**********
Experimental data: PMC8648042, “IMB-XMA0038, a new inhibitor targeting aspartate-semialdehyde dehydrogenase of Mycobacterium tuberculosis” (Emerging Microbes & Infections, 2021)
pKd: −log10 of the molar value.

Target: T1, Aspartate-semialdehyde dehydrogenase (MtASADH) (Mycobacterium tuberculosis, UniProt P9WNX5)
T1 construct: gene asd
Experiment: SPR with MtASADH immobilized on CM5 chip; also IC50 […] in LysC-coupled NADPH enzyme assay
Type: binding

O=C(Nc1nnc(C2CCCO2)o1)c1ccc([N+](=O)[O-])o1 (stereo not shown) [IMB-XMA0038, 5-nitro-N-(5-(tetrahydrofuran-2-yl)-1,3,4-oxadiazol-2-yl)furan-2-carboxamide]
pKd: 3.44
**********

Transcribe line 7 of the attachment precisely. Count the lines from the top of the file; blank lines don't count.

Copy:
O=C(Nc1nnc(C2CCCO2)o1)c1ccc([N+](=O)[O-])o1 (stereo not shown) [IMB-XMA0038, 5-nitro-N-(5-(tetrahydrofuran-2-yl)-1,3,4-oxadiazol-2-yl)furan-2-carboxamide]